'Genetic Goldmine' in Earth's Harshest Desert Could Be The Key to Feeding The Future

It is not an easy life in Chile's Atacama desert. This harsh desert is known for its hostile nature and reputation as the planet's most dry non-polar desert.
Despite all odds, life survives in these barren, uncultivated areas, which have a long history of agriculture dating back thousands of years.

It is more important than ever to identify the reasons behind these unorthodox successes. This could help us understand how food grows in a world that is becoming increasingly hotter and dryer every year.

Scientists have discovered some of these hidden tricks in a new study. They have identified the genetic basis of a variety of adaptations that allow plant life to thrive even in the harsh, dry conditions of the Atacama desert.

Gabriela Carrasco, a researcher, studies plant samples from the Atacama desert. (Melissa Aguilar)

Gloria Coruzzi, a plant systems biologist at New York University, says that it is crucial to discover the genetic basis for crop production and resilience in an era of climate change.

Coruzzi led an international research team that studied Atacama plant diversity in 22 desert sites over a 10-year period. They also transported soil and plant samples back to the laboratory, where they were frozen in liquid nitrogen in order to preserve them for genetic analysis.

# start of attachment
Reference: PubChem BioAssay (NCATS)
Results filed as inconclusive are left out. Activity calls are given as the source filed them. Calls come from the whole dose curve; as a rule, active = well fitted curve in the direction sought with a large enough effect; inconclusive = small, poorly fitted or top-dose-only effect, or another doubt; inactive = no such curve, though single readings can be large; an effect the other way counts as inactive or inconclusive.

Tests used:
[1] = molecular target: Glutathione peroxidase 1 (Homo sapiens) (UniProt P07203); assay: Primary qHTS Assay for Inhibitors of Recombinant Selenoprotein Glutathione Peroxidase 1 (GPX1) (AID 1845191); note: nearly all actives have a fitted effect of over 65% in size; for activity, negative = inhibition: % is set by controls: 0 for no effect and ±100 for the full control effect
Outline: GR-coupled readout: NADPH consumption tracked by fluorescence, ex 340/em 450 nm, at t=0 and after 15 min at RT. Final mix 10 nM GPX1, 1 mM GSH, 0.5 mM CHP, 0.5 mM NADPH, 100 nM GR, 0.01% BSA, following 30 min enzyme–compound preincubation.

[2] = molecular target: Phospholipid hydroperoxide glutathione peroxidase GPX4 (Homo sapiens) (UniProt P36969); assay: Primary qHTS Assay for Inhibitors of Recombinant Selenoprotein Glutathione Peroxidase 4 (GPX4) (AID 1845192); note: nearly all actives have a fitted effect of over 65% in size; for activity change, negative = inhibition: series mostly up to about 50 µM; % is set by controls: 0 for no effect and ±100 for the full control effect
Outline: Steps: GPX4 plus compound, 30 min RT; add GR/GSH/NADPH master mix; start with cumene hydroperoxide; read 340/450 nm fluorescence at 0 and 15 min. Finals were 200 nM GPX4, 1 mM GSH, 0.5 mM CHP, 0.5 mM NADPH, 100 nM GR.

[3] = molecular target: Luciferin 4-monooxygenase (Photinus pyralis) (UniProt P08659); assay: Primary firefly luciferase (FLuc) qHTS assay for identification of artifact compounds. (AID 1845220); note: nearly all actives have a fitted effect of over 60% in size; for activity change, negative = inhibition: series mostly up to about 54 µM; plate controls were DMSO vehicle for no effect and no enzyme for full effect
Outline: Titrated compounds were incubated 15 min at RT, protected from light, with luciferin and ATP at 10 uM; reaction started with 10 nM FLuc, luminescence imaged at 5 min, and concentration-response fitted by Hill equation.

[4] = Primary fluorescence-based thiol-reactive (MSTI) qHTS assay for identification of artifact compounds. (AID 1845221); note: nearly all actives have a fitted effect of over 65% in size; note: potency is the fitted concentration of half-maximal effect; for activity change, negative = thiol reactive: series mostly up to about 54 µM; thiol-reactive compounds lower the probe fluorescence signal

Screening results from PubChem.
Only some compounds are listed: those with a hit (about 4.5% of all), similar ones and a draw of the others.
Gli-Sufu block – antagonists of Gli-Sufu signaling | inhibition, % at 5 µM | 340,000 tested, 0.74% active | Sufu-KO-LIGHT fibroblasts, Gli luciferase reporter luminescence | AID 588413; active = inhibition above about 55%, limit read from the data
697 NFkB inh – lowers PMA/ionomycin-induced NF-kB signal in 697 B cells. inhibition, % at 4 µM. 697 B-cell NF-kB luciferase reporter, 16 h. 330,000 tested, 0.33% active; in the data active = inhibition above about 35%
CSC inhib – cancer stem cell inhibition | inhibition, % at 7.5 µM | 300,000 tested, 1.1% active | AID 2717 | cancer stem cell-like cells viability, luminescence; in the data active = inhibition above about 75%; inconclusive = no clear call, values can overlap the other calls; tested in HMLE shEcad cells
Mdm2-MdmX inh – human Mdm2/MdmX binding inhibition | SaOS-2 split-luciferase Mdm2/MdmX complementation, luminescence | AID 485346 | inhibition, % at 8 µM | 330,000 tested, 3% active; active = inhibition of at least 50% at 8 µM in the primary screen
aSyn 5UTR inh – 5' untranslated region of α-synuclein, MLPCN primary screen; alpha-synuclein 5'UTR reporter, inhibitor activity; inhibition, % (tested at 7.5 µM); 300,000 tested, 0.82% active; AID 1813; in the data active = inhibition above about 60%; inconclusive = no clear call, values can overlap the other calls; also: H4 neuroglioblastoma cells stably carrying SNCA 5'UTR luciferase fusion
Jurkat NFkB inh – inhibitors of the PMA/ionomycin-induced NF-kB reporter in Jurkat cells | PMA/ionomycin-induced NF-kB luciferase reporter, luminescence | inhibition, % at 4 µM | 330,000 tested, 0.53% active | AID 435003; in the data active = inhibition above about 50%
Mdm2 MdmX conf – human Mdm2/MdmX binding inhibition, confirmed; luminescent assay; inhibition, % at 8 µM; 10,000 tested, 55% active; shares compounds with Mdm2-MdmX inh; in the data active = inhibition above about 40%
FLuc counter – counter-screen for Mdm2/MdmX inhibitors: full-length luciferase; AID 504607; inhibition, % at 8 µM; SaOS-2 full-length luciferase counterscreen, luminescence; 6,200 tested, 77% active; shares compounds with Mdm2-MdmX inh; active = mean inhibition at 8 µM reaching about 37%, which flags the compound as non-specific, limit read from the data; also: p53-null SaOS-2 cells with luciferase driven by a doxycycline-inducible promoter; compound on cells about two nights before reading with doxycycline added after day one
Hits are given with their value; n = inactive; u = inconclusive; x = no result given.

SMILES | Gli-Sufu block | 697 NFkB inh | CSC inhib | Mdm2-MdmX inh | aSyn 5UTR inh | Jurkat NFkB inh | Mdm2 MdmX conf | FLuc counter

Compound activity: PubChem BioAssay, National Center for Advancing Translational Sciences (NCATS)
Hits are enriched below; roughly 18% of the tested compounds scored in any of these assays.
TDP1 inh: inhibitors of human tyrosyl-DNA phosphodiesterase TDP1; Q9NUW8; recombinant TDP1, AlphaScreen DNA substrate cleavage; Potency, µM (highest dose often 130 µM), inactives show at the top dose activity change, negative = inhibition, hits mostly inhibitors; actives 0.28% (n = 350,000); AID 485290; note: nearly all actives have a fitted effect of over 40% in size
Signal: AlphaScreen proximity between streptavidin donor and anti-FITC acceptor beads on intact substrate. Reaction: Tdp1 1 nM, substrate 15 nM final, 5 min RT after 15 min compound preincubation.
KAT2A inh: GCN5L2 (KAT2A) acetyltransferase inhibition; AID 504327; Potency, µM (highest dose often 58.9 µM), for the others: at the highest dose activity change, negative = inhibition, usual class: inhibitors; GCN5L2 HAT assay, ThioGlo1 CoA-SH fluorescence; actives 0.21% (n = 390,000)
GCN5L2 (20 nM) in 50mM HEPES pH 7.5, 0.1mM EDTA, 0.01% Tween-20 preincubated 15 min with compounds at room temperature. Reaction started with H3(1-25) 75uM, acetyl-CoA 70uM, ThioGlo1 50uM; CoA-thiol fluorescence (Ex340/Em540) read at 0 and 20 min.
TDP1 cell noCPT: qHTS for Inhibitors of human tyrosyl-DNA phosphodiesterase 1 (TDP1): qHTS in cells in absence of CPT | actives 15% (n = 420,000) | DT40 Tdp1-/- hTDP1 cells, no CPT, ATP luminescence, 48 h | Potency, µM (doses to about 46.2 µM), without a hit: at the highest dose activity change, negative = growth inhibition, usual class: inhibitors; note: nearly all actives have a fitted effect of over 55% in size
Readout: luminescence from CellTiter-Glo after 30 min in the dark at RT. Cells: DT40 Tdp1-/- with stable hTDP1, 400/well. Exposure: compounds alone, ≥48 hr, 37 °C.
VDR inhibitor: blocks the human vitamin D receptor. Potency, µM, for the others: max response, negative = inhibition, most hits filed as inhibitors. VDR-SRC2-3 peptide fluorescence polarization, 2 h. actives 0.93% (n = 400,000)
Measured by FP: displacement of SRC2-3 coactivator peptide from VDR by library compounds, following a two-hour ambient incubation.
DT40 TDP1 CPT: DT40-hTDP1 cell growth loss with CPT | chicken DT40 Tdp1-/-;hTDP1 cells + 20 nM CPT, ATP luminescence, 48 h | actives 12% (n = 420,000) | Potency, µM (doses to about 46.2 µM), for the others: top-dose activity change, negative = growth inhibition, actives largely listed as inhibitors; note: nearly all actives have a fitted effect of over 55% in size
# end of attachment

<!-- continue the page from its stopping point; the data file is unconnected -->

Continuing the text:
The transcriptomes of 32 of the most dominant desert plants were sequenced. These transcriptomes were then compared to 32 closely related species from other places, none with genetic adaptations for Atacama's environment.

Coruzzi explains that the goal of this evolutionary tree was to identify changes in the amino acid sequences encoded by the genes supporting the evolution of Atacama's adaptation to desert conditions.

The comparison technique, an example of what's known as phylogenomics, yielded 265 positively chosen genes. This suggests that they were correlated with mutations which might confer benefits in the Atacama desert.

Further analysis revealed that 59 genes were also found in Arabidopsis (one of the most studied model organisms of plant biology). These genes have been linked to physiological or molecular processes that can increase plant resilience under extreme environmental conditions, according to the researchers.

These genes, which have been positively selected in Atacama desert plant species, are known to allow Arabidopsis to withstand extreme radiation and temperature stress, regulate flower development and flowering times, protect against pathogens and aid with water and nutrient intake.

It almost sounds like an evolutionary toolkit to help plants survive in the most hostile environments on Earth. The good news is that many of these genetics are also found in food crops species, which could give us a better understanding of where to plant them as the world heats up, as well as how to tweak and future-proof them.

Rodrigo Gutirrez, a senior author and plant systems biologist at the Pontifical Catholic University of Chile, said that the work is "directly relevant to regions around world that are becoming more arid with factors like drought, extreme temperature and salt in soil posing an important threat to global food supply."

"As some Atacama plants have close relatives to staple crops like potatoes and legumes, the candidate genes that we identified are a genetic goldmine for engineering more resilient crops. This is a necessity due to the increasing desertification of the planet.

These findings are published in PNAS.